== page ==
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350 Hygiene Kits for Youth Aging Out of the Foster Care System Were Produced Through a Collaborative Effort at Trinity

Each year, 200 – 300 youth age out of the foster care system in the Greater Houston area. Many lack jobs or housing when they leave and depend on assistance and skills training from nonprofit organizations such as Angel Reach and Operation Achieve Independence. Those nonprofits, in turn, depend on donations.

Trinity received a request to help Montgomery County’s Operation Achieve Independence (OAI)supply hygiene kits. Could it be done, given everything else we do?

Outreach Committee member Bev Redd was the first to take on the project; she invited the Daughters of the King to participate. Bev, Kelly St. Mary, and Liz Linger ensured Trinity members knew about the drive. We are grateful to all the Trinity members and our scout families who donated the items for the kits,

Another Outreach Committee member, Myra Rutigliano led Trinity’s Purls & Prayers group’s involvement. They donated many hygiene items, made washcloths, and taught Trinity Scout’s BSA Girls Troop 1777 members to crochet!

The project was enthusiastically embraced by Trinity’s Girls BSA Troop 1777, Key adult leaders. Committee Chair Dawn Kotalik, Scoutmaster Rae Guarino, and Committee Member Della Saunders shared the project idea with the girls and coached them. However, the key to their success came from Life Scout Reagan Campbell, who took on the challenge of making this effort her Eagle Scout project.

Trinity’s Scout troops actively support many causes in the community. The Trinity Brothers of St. Andrew generously support our Scouts with generous donations necessitated by the unit’s significant growth over the past two years.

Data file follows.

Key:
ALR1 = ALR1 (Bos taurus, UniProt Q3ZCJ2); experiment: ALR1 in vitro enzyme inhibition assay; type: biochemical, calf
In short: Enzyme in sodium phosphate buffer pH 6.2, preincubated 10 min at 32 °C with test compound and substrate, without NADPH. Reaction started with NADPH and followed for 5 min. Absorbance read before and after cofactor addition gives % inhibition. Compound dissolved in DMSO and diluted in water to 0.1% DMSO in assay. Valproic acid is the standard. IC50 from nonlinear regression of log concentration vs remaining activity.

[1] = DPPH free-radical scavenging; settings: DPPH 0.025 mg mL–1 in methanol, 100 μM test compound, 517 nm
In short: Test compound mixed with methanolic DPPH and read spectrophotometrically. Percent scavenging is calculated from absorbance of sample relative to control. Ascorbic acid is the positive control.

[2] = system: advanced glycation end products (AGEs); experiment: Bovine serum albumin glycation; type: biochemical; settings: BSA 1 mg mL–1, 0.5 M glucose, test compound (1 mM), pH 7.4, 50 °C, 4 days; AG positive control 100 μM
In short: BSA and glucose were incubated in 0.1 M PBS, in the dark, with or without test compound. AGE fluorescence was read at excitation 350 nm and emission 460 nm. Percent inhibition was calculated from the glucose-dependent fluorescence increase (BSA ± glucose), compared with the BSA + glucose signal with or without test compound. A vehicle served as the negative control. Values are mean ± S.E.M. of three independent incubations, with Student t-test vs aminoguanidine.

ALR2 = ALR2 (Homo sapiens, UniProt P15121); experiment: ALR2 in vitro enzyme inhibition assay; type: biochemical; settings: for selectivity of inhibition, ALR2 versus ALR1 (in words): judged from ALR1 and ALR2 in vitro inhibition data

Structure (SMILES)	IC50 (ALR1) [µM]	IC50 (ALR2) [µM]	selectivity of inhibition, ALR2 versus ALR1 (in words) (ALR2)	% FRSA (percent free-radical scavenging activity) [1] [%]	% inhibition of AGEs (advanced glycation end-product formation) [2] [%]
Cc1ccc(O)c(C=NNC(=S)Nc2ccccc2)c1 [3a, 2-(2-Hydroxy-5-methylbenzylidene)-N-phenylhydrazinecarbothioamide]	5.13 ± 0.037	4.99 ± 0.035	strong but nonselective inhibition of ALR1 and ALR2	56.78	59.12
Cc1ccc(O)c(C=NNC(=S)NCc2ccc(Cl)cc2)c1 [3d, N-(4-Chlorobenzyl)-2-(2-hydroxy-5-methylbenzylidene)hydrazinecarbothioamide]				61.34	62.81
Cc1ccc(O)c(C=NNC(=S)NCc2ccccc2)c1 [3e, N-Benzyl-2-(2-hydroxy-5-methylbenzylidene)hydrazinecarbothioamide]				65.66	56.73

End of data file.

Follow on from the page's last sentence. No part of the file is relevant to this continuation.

The successful collaboration of many groups and the inspiration and efforts of several individuals resulted in many crates of hygiene kits. The Scouts from Boys Troup 777 helped to load them when OAI came to pick them up. The large donation visibly moved Debbie Page, who came to pick up the kits. Foster care workers know the youth need community help as they venture into the world and become independent.

That wasn’t the end of the story; There’s more!

The generous donations of parishioners, Scout families, and community members resulted in 50lbs (fifty) of extra hygiene products that didn’t fit into the hygiene bags.

Reagan chose to contribute the extras to Family Promise, an organization that helps homeless families with children regain their independence and housing.

You can find more about the community organizations at their websites below. (general information)


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